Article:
Longevity Exercise Physiology Edgecliff, Lindfield, Marrickville and Randwick are frequently asked “Can I exercise if I have the cold or flu?” Read on to find the answer…

 

During this time of year, even if you avoid the flu like the plague, it is hard to avoid running into headaches, clogged sinuses and increased fatigue. As we push past these times and get through the dead of winter and look forward to summer, it is easy to be left wondering – can I come into the gym when I’m sick? After all, summer bodies are built in the winter, right?

 

Green light

If your symptoms include sniffles, teary eyes and a sore throat you’re in luck: exercise is a good way to increase blood flow, relieve some pressure in your sinuses and have that much needed break from sitting in bed, loathing the body that has let you down. These symptoms are usually signs of the common cold and/or rhinovirus.

IT IS SAFE TO TRAIN WITH A COLD ONLY IF SYMPTOMS ARE ABOVE THE NECK.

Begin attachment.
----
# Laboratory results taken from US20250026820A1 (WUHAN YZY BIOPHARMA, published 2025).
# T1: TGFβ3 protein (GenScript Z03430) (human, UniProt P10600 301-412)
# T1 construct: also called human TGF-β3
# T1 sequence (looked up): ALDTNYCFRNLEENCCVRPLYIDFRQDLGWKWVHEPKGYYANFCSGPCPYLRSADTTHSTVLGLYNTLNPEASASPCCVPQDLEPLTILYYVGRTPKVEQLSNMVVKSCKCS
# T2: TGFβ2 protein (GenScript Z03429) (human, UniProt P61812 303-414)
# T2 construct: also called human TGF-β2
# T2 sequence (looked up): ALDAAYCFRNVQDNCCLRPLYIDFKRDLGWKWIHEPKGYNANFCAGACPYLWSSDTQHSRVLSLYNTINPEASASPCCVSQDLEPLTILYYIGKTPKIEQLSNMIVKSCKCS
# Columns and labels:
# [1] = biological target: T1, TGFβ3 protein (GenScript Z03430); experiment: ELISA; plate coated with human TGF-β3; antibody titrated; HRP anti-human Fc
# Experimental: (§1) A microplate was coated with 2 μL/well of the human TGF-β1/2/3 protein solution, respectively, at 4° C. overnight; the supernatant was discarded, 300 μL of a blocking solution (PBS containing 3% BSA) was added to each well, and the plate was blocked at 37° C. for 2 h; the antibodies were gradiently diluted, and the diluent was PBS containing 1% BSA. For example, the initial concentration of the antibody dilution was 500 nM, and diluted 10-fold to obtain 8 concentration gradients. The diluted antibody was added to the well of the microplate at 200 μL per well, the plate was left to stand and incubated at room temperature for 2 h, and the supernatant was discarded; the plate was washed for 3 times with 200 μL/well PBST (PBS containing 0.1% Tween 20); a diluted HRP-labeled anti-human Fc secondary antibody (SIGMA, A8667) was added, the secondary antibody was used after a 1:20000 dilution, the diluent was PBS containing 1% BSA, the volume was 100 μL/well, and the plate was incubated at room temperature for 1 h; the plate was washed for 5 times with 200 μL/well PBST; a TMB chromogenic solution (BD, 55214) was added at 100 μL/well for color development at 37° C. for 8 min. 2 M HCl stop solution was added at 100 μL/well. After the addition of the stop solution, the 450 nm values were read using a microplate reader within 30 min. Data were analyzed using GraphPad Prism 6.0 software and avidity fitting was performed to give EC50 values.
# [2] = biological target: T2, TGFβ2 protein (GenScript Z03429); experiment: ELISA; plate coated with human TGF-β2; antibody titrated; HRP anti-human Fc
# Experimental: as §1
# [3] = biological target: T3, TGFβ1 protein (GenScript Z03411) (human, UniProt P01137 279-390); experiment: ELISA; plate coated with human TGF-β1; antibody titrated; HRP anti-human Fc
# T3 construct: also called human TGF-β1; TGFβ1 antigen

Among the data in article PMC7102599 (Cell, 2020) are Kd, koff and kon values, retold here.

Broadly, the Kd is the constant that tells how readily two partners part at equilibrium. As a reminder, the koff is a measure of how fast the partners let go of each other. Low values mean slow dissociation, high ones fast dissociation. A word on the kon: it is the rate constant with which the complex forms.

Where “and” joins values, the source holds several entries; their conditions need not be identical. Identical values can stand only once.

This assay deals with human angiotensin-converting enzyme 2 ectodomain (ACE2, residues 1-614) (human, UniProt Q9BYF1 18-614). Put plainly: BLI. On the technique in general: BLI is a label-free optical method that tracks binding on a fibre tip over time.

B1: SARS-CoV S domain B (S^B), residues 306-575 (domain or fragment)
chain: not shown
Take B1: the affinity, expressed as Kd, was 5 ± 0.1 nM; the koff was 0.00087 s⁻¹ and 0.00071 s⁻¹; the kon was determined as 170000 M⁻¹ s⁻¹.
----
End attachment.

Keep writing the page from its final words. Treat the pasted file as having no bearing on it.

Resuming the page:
Red light

 

If your symptoms include fever, sore throat, coughing, fatigue, body aches, headaches or nausea it is probably best to let your body rest and recover before heading back to the gym. These symptoms are generally more intense and flu-like. Any respiratory tract issue will only be irritated by the increased respiratory drive caused by exercise. Along the same line, if you start exercising with a fever, naturally you will drive that fever up higher and worsen your symptoms.

DO NOT TRAIN IF YOU HAVE INFLUENZA A OR B, PNEUMONIA OR ANY OTHER IRREGULAR RESPIRATORY SYMPTOMS BELOW THE NECK.

 

 

Above the neck, below the neck

 

Without having to speak to a healthcare practitioner and before you consult Dr. Google, you should use the general guideline of above the neck or below the neck. Symptoms of the body (including lungs) will not react well to increased metabolic stress, whereas symptoms of the head can actually be temporarily alleviated by light exercise, leaving the last question:

 

Ok… I can exercise, but what should I do?

 

The best thing to do is to consider your limitations – your aerobic fitness, muscle strength and energy levels will be limited, so you should try to lighten the load, no pun intended. Take the opportunity to get in your low intensity stead state (LISS) cardio, mobility/flexibility and technique work for your resistance training.

 

THE SAFEST OPTION: Come and see an Accredited Exercise Physiologist at our Edgecliff, Randwick, Lindfield, Marrickville locations.

 

Written by Mitchell Hooper

 

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